Crude: A Slippery Inauguration Exhibition / Art Jameel Centre, Dubai
by Hania Afifi
The ambitious exhibition Crude curated by Murtaza Vali for the inauguration of Art Jameel’s Jaddaf Waterfront Centre on the 11th of November 2018 has certainly shattered the prevailing commercial vibes that dominated much of the Dubai art scene since the 2000s. Spread over all 5 galleries of the 1stfloor, Crudeis fundamentally an intellectual exploration of crude oil’s agency role in shaping the Middle East’s social, cultural and economic reality. Opening with a fragmented polyethylene title banner (a nod to the plethora of petrochemical products made available by oil’s discovery), the exhibition is archive heavy. Allocating almost equal display space to straight-out archival documentations as to artworks inspired by archival material, Crudeis essentially an episodic narrative of oil history in the region. Timely conceived, it encourages visitors to reflect upon historical nodes that affected and continue to affect the geo-political status of the GCC.
Despite Saudi Arabia and Iran’s political dichotomy, Vali successfully demonstrates their shared oil narratives. He selected works that highlight the transformed but often exploitative nature of oil production across the region including countries like Iraq and Kuwait, to assert regional commonalities. In Gallery 8, archival photographs of Iraq Petroleum Company’s (IPC) designated photographer Latif Al-Ani taken of Baghdad between 1954 and 1961 that showcase the modernisation and urban developments taking place across the city, resonate with the Anglo-Iranian Oil Company (AIOC) archival documents displayed in Gallery 5 that recall the company’s unsuccessful efforts to produce propaganda films that hail the company’s positive contribution to Iranian urban development.
Another shared narrative that is subtly weaved between the displays is the colonial nature of oil exploration across the Gulf. Strongly pronounced in Alessandro Balteo-Yazbeck & historian Media Farzin’s video installation Chronoscope 1951, the edited 24-minutes video of gathered film material from CBS TV show Longines Chronoscope demonstrates the vital role Middle Eastern oil plays in driving global foreign policy. Video installations were one format of archival artworks that propel the colonial sub-theme to the forefront. Another is the archive inspired collage work of Saudi female artist Hajra Waheed; The ARD: Study for a Portrait 1-28. Within A3-sized backdrops, Waheed assembles fragments of archival material including photographs, geological diagrams and topographical maps to question the official narrative of ARAMCO that has been presented to the world by its unknown centre of information: The Arabian Research Division (ARD). In fact, Waheed anchores her project to a “key artefact … an annotated copy of Brill’s Encyclopaedia of Islam… the Berkley-trained Arabist who established and ran ARD.” The accompanying wall plaque states that the entry of “Djazirat Al-Arab” (Arabian Peninsula) continues to be a widely referenced text for the overall history of the region. Fitting with the contemporary global issue of Fake News and Fake Information, Waheed’s presentation of a global reference text that claims to be an objective account of the region’s history even though it was “strategically constructed to expand and protect the interests of ARAMCO” invites the exhibition visitor to reflect upon learnings of the region conveyed via mass media.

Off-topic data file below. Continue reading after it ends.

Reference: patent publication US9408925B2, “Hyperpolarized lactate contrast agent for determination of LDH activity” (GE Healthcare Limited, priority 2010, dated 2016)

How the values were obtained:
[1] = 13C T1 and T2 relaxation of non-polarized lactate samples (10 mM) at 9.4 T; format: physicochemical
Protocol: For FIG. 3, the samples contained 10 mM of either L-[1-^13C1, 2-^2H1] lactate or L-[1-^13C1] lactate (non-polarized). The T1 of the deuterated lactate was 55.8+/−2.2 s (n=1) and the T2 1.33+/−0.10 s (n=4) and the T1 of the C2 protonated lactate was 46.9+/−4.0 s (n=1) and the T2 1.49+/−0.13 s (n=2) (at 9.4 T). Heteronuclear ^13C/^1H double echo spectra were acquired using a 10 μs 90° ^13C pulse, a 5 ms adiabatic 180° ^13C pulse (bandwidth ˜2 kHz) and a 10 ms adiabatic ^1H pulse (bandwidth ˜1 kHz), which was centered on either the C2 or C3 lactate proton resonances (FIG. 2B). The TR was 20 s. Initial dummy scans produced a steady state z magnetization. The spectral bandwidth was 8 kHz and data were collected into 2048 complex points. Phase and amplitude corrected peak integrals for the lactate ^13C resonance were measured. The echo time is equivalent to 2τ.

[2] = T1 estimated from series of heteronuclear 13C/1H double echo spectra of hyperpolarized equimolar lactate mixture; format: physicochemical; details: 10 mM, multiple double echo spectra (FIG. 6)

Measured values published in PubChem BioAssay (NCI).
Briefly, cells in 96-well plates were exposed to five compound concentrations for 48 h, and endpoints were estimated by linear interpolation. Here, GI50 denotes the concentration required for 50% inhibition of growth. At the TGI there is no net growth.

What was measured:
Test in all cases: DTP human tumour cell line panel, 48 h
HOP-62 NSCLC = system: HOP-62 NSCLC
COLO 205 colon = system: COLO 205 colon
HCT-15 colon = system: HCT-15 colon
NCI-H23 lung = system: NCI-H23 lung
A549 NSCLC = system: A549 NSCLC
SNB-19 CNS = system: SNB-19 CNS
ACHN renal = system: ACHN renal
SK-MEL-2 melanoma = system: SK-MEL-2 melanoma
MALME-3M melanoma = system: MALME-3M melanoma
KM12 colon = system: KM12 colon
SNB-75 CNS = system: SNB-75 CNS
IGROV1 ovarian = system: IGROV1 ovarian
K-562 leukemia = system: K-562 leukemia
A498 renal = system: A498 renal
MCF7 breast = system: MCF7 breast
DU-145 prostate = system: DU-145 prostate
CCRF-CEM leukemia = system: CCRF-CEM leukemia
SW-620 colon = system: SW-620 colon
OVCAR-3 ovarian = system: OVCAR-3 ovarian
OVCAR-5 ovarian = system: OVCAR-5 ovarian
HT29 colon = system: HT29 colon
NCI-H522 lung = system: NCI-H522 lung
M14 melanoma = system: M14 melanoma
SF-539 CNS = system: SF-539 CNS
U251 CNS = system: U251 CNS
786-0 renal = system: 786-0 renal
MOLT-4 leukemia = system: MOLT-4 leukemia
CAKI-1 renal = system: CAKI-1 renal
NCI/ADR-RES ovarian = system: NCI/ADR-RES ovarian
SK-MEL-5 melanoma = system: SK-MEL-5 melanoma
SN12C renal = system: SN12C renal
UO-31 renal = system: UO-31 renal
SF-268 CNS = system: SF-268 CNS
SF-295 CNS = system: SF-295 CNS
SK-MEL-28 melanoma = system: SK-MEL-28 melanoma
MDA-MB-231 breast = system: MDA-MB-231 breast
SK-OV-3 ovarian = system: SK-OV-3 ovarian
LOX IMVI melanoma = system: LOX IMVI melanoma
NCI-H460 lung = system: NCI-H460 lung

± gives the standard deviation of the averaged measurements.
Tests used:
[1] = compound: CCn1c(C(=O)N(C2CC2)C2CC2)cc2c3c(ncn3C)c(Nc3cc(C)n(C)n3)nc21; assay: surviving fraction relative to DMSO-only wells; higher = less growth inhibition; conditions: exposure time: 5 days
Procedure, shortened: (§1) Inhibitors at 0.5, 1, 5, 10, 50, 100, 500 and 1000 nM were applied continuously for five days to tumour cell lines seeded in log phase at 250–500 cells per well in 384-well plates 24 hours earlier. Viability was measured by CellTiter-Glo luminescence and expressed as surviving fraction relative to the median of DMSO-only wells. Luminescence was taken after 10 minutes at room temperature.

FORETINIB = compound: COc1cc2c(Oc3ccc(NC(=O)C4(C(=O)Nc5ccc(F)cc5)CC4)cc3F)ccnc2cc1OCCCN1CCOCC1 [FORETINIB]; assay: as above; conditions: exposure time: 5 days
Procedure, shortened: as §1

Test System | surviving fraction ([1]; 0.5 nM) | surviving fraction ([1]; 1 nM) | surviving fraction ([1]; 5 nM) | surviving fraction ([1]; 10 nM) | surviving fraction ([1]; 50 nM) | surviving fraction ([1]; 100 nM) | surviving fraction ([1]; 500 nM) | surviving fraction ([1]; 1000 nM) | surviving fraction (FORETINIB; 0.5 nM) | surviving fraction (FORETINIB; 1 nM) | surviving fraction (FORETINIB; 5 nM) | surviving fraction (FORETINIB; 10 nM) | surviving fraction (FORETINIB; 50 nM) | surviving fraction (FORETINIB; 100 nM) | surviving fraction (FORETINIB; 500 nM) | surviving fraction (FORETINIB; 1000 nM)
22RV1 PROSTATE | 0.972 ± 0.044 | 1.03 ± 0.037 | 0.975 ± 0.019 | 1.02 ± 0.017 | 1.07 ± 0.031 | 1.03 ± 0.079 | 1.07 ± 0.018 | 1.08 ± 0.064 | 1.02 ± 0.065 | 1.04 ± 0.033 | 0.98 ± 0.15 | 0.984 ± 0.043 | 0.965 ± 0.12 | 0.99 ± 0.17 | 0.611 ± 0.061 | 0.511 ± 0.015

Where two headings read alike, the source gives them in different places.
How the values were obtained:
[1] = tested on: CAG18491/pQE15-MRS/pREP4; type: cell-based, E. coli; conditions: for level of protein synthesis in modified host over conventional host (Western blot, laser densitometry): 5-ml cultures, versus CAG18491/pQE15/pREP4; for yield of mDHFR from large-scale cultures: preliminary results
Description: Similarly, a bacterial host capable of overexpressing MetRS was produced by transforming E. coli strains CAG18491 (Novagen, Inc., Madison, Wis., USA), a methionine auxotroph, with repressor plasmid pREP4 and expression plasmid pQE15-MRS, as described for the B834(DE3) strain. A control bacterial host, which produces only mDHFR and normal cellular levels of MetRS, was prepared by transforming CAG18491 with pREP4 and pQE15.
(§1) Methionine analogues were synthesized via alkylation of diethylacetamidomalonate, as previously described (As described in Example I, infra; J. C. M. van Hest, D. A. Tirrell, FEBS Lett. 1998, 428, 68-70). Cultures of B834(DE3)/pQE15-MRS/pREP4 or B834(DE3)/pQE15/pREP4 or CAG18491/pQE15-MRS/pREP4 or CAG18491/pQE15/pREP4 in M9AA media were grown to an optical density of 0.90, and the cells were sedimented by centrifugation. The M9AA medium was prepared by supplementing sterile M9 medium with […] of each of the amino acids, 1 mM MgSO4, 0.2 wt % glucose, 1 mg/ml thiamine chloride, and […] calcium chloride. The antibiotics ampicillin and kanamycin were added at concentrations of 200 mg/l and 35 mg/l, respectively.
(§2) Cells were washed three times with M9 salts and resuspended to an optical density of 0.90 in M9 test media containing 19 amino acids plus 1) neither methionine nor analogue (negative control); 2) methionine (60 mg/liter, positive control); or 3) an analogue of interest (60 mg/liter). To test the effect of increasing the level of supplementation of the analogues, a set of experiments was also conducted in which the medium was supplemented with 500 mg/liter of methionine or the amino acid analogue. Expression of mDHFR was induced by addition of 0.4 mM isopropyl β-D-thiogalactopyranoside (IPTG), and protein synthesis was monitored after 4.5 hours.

Through the 55 works on display, Crude investigates a discourse between 17 artists and collectives from the Middle East and outside it. What it lacks in visual enticement, it makes up for in intellectual stimulation. Perhaps the paintings of Houshang Pezeshknia, the modernist Iranian painter who also worked as an illustrator at AIOC between 1948 –1958, are amongst the very few works on display that can be admired for their visual aesthetic quality. True to his signature style, both Untitled 1949and Untitled c.1958are portraits of sorrow oil refinery workers. His bold brushstrokes and angular lines that construct form are reminiscent of German Expressionist portraits that convey inner destitute and angst. The tempestuous colonial and social themes evoked by Crudeare offset by the equally urgent topic of environment pollution. Manifested by Hassan Sharif’s 2009 Slippers and Wire, the colourful mount of neon plastic slippers is a cheery, albeit grave visual. If it was not sitting in Gallery 7B which is entirely dedicated to Petrochemistry and Plastics, Sharif’s sculpture and Lydia Ourahmane’s 2014 installation Land of the Sun, would feel utterly out of synch with Crude.
Launching a new art centre with such a challenging exhibition is a brave undertaking by Art Jameel’s Director Antonia Craver. She emphatically stresses the scholarly nature of the centre and her focus on “the curious visitor”. Whilst there is no doubt that Crudeis a rich and thought-provoking exhibition, its weighty themes and dense archival manifestation may prove to alienate many visitors. Without a sound background in contemporary arts, the aid of the Gallery Introductions (which have proven to be very challenging to read) and the accompanying exhibition catalogue essays, Crudeis a hard nut to crack open. But once opened it fuels an inspiring rush to learn and understand the history and geography of this turbulent region.